The Stepford Wives (2004) – Frank Oz



You’d think that a film boasting the likes of Frank Oz behind the camera, and Nicole Kidman, Christopher Walken, Bette Midler, Jon Lovitz, Glenn Close and Matthew Broderick in front would constitute a better film. But you can tell just by the casting that the film is slipping away from the dark conformist overtones of the original novel and film to play up the comedic angle.

I would have skipped it to be honest, but it was next on the list in the Sci-Fi Chronicles book, so here I am.

Kidman is Joanna Eberhart, the brilliant and succesful leader of a television network.When her new line-up presentation ends in violence she’s fired and she and her husband, Walter (Broderick) relocate to the small, closed-gate, town of Stepford to figure things out, and hopefully save their marriage .

Unfortunately, there are odd things at work in the town, overseen by Mike Wellington (Walken), whose wife, Claire (Close) seems perfect. Midler takes on the role of Bobbie, while Lovitz plays her husband, Dave. Robotics, replacement, computer chips, and remote controls are the name of the day, but it just doesn’t have the same creepy thriller vibe as the original.


Instead of the film’s original ending, the story continues to show the ‘new and improved’ Joanna, while Mark goes and hacks the system and restore the women to their prior state.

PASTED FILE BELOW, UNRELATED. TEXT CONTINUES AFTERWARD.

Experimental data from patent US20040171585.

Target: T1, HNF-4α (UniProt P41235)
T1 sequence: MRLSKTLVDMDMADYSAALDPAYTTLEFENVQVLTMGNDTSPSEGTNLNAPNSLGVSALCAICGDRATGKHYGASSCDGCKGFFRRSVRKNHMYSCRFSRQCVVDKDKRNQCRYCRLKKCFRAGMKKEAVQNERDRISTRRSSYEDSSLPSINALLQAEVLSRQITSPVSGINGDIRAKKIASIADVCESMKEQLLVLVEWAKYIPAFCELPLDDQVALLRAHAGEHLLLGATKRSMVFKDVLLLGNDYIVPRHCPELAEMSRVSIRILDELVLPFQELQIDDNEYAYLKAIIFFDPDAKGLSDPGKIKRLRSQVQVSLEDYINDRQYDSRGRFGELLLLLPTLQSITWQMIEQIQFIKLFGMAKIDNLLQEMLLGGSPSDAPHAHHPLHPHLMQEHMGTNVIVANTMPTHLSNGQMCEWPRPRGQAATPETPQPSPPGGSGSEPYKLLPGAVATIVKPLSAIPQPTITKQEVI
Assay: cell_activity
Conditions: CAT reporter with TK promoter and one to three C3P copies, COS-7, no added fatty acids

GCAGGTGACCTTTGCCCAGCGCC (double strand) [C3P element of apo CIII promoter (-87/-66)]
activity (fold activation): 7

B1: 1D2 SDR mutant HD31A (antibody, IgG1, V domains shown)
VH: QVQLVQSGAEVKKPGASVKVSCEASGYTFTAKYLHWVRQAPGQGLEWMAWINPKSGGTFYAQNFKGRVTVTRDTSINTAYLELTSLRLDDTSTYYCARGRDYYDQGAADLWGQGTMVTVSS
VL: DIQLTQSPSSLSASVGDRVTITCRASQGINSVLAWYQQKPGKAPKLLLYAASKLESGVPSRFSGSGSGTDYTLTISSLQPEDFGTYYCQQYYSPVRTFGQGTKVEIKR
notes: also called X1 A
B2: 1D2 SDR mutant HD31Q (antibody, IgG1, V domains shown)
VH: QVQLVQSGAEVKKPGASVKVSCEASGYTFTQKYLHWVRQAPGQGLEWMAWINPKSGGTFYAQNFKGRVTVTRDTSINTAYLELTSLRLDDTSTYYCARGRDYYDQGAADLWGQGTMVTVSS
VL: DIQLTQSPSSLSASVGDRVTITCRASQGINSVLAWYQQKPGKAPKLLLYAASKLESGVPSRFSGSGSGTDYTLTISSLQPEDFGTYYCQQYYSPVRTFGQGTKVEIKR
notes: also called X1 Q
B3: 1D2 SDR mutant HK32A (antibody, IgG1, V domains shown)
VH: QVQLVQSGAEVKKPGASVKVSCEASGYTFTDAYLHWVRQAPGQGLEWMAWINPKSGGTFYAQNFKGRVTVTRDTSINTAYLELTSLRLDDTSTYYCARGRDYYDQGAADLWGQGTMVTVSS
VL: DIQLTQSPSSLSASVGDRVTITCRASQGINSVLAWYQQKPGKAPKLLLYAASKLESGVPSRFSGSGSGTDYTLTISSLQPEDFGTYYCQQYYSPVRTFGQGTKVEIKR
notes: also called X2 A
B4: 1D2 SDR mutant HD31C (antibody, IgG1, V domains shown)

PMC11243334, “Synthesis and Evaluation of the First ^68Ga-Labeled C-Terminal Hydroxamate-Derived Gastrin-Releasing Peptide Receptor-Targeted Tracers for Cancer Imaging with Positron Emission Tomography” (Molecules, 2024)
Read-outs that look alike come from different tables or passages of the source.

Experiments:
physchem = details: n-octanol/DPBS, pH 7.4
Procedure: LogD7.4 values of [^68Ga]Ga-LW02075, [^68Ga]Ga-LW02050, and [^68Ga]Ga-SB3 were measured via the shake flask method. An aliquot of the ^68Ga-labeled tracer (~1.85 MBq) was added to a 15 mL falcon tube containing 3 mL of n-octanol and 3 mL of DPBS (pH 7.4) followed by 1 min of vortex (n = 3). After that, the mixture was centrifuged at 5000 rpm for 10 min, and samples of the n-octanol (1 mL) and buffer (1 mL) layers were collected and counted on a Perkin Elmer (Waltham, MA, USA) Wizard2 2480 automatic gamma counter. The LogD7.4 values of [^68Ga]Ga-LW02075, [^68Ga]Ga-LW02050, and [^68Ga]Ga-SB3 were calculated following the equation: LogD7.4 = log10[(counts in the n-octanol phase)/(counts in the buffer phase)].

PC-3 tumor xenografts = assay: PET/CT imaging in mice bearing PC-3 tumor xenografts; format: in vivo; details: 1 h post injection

The jokes are lame, and the actors can’t tell whether to play it straight or ham it up and chew the scenery. The themes are lost, but I do like the tie in between the wives, and the smart houses, but beyond that, this one doesn’t really bring anything new to a story, that originally was grim and frightening, and in this iteration just seems bland and pointless.

Ira Levin’s novel is still there, under the surface, hiding, repressed, forced to fit into a comedy box that just doesn’t suit it. This film could have been nigh on terrifying in its Republican realisation of women, but it’s done so goofily that it just doesn’t work, and consequently, the threat and the terror is non-existent.

It’s rather sad that this one got remade as it did. Yes, the idea is rather silly, but if done correctly it could have been something truly horrifying, but instead, we get this lame duck of a film, that, like a good many remakes, miss the point of the original and goes for the entertainment value and goofy gags.

Even with a powerhouses like Kidman, Walken and Close, the film falls apart quickly, and is just unimaginative, and a sad stain on the original material, especially with the reveal in the last act of the film, it does a disservice to what the story was really about.

Sorry, but that’s really all I have to say on this one.




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